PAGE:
- Taschenbuch: 464 Seiten
- Verlag: Open Road Media; Auflage: Reprint (12. August 2014)
- Sprache: Englisch
- ISBN-10: 1497644895
- ISBN-13: 978-1497644892
- Größe und/oder Gewicht: 13,3 x 3 x 20,3 cm
- Durchschnittliche Kundenbewertung: 2 Kundenrezensionen
- Amazon Bestseller-Rang: Nr. 15.924 in Fremdsprachige Bücher (Siehe Top 100 in Fremdsprachige Bücher)
Business Adventures: Twelve Classic Tales from the World of Wall Street (Englisch) Taschenbuch – 12. August 2014
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"Rare pro-business portraiture which will stand up among the best financial journalism." --"Kirkus""Brooks's great contribution is his synthesis of all the elements that made the 1960s the most volatile in Wall Street history . and making so much material easily digestible for the uninitiated." --"Publishers Weekly""Brooks ... is about the only writer around who combines a thorough knowledge of finance with the ability to perceive behind the dance of numbers 'high, pure, moral melodrama on the themes of possession, domination, and belonging." --"Time"
"More than two decades after Warren [Buffett] lent it to me--and more than four decades after it was first published--"Business Adventures" remains the best business book I've ever read . . . Brooks's deeper insights about business are just as relevant today as they were back then." --Bill Gates, "The Wall Street Journal"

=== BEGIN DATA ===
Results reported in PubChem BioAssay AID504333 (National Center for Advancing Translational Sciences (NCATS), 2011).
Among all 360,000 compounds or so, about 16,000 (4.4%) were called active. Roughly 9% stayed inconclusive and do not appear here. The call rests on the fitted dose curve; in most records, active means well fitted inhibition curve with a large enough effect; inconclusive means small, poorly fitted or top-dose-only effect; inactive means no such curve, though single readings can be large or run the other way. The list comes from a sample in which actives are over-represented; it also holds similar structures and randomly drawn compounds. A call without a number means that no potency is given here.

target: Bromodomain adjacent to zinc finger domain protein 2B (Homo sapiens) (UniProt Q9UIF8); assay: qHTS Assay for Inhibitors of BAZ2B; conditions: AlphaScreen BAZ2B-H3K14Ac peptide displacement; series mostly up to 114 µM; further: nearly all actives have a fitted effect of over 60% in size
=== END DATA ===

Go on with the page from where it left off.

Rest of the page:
"The prose is superb. Reading Brooks is a supreme pleasure. His writing turns potentially eye-glazing topics (e.g., price-fixing scandals in the industrial electronics market) into rollicking narratives. He's also funny. . . . He tells entertaining stories replete with richly drawn characters, setting them during heightened moments within the world of commerce." --"Slate"
[Brooks] provides the early version of what we think of as Malcolm Gladwell style or "Freakonomics"-stylelessons.... But Brooks features another trait that modern business writers, whether James Stewart, Malcolm Gladwell, or Michael Lewis, do not. Brooks is truly willing to give up his own views to get inside the mind of all his subjects. "National Review" More than two decades after Warren [Buffett] lent it to me and more than four decades after it was first published "Business Adventures"remains the best business book I ve ever read . . . Brooks s deeper insights about business are just as relevant today as they were back then. Bill Gates, "The Wall Street Journal"